Did I mention this is the most important film festival in America?

A curious thing happened at the multiplex over the past decade and a half: A new wave of filmmakers—and a legion of unabashedly geeky film fans—turned our notions of entertainment upside down. The seeds of this movement were planted in the early nineties, when a handful of directors, among them Robert Rodriguez ( El Mariachi ), Guillermo del Toro ( Cronos), and Quentin Tarantino ( Pulp Fiction ), wedded their most juvenile obsessions (sex, violence, goo-slathered bugs) to an elastic and bracing filmmaking technique. Soon an entire generation of VHS babies—young men raised on a steady diet of iconic slasher pictures ( A Nightmare on Elm Street, Halloween ), trashy T&A comedies ( Porky’s, Zapped ), and dorky kids’ adventures ( Explorers, The Goonies )—was following suit (see Eli Roth’s Cabin Fever, Richard Kelly’s Donnie Darko, and Zack Snyder’s Dawn of the Dead remake, to name but a few).

The weapon of choice for this cinematic revolution? The computer. With evolving digital technology making it possible to conjure up pretty much anything, filmmakers began tackling ever more fantastical material. Meanwhile, the Internet—with its blogs, chat rooms, and comment boards—was giving voice to a previously marginalized subspecies of moviegoer. Suddenly even the dorkiest twentysomething living in his parents’ basement could make his opinions known to studio executives. And what this overlooked demographic wanted most was to see its childhood diversions, from Star Wars to Spider-Man to Indiana Jones, resurrected and reconfigured.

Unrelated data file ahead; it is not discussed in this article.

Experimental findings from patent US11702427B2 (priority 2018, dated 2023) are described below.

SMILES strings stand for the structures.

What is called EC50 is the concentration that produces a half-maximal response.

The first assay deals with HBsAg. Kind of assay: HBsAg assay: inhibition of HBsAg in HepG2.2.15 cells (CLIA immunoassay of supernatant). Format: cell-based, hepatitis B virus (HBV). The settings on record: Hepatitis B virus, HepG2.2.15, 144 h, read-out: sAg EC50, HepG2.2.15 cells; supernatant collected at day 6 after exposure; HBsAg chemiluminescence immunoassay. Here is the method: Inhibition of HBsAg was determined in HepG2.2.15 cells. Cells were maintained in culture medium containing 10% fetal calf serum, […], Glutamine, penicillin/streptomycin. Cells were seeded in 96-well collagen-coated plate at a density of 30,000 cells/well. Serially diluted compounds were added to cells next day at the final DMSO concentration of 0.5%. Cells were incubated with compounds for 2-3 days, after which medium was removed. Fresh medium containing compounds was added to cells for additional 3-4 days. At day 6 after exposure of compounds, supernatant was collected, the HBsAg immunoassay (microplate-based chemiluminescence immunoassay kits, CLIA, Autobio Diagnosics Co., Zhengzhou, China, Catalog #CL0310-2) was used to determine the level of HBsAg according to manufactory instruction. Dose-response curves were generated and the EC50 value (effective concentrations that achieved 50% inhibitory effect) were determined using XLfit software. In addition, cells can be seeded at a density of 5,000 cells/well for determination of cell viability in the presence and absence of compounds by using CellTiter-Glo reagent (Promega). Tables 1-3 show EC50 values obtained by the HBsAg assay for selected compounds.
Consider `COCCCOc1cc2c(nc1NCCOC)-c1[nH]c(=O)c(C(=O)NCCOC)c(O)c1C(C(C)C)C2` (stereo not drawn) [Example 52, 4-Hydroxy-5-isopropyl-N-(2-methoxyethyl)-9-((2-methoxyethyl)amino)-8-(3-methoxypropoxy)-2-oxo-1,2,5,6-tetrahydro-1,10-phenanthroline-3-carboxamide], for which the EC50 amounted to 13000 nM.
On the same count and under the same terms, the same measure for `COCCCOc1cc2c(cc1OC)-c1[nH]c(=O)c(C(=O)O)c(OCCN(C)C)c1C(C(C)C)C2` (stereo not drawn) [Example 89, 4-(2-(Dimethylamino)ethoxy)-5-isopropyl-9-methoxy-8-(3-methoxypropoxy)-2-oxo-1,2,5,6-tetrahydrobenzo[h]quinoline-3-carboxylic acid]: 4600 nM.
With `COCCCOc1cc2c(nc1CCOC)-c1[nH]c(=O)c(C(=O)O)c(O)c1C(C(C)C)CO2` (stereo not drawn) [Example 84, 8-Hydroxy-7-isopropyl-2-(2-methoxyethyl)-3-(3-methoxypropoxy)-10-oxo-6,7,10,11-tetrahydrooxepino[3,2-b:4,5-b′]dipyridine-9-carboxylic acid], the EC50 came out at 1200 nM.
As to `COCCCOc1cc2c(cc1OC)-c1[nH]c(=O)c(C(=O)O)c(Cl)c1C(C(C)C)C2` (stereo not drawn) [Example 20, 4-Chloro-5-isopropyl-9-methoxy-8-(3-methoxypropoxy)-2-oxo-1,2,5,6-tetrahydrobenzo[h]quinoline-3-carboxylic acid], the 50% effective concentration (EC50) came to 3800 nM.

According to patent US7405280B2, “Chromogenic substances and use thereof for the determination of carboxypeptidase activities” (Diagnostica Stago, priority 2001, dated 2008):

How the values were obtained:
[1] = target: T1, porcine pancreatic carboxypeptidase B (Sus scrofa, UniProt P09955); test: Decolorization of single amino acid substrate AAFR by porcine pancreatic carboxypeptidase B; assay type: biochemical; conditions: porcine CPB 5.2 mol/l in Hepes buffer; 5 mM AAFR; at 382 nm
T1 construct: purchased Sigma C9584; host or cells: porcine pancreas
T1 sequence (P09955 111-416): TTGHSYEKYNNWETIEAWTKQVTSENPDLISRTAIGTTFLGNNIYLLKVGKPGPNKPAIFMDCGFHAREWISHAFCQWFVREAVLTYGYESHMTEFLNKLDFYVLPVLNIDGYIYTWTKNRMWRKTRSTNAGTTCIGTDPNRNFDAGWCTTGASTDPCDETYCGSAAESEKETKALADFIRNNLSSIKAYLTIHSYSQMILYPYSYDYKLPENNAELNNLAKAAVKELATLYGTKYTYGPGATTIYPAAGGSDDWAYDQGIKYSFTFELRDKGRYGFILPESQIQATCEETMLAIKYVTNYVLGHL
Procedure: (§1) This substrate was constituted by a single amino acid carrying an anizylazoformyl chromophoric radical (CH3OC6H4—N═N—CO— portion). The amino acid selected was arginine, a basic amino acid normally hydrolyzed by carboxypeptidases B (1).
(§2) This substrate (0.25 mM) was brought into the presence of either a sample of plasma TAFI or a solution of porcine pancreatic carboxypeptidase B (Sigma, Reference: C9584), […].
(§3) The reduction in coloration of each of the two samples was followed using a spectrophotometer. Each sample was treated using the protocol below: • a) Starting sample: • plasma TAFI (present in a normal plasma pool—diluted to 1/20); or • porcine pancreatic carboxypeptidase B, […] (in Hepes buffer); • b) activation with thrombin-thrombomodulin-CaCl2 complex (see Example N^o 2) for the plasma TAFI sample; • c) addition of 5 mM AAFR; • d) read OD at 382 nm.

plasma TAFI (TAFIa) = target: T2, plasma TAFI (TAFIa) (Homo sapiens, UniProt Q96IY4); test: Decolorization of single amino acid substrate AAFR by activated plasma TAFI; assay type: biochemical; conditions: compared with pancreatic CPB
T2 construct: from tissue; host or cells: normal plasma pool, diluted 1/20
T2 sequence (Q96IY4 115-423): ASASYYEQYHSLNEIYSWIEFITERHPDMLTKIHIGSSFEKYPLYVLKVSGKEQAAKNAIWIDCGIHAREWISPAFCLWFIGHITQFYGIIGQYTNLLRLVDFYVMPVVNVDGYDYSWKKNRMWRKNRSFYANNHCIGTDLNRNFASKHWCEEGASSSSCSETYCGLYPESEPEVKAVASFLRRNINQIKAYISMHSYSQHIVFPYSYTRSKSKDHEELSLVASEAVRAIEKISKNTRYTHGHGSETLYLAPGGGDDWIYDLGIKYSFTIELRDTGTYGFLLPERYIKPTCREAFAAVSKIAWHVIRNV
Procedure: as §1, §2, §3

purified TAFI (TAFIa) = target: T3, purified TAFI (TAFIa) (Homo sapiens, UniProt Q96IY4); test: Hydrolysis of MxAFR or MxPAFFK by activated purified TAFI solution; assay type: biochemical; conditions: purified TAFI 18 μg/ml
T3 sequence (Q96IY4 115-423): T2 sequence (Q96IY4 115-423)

Before long, the lines between high art and genre trash began to blur—and then collapse altogether. At the multiplex, curious hybrids appeared, like Ang Lee’s Crouching Tiger, Hidden Dragon (2000), a chop-socky adventure with the austerity of art-house drama, or Peter Jackson’s adaptation of J.R.R. Tolkien’s Lord of the Rings trilogy (2001—2003), an obsessively detailed cult object with the burnish of an old-fashioned epic. As more and more nerd-oriented movies—Christopher Nolan’s Batman Begins (2005), Zack Snyder’s 300 (2007), Michael Bay’s Transformers (2007)—proved outrageously successful, the Hollywood studios altered long-practiced marketing strategies. Jackson’s King Kong remake and the teen vampire sensation Twilight, for example, were first promoted at Comic-Con, a decades-old annual convention in San Diego devoted to comic books, graphic novels, and all things superhero. By 2009, it was impossible to determine where the mainstream ended and the fanboy took over. District 9, a low-budget sci-fi thriller, was being talked up as a potential Best Picture Oscar nominee. Classic literary material like Sherlock Holmes was being reimagined as fists-first action-comedy.

And while Fantastic Fest certainly didn’t give birth to all this nerdiness, the biggest nerds of Austin—Tim League and his main collaborator on the festival, Harry Knowles—have long been at the center of the cultural tidal shift. With the Alamo, League built a cinematic temple where nerd filmmakers could be worshipped. With the Web site Ain’t It Cool News , a compendium of Hollywood gossip, news, and extremely personal movie reviews, Knowles aggressively fanned the flames of hype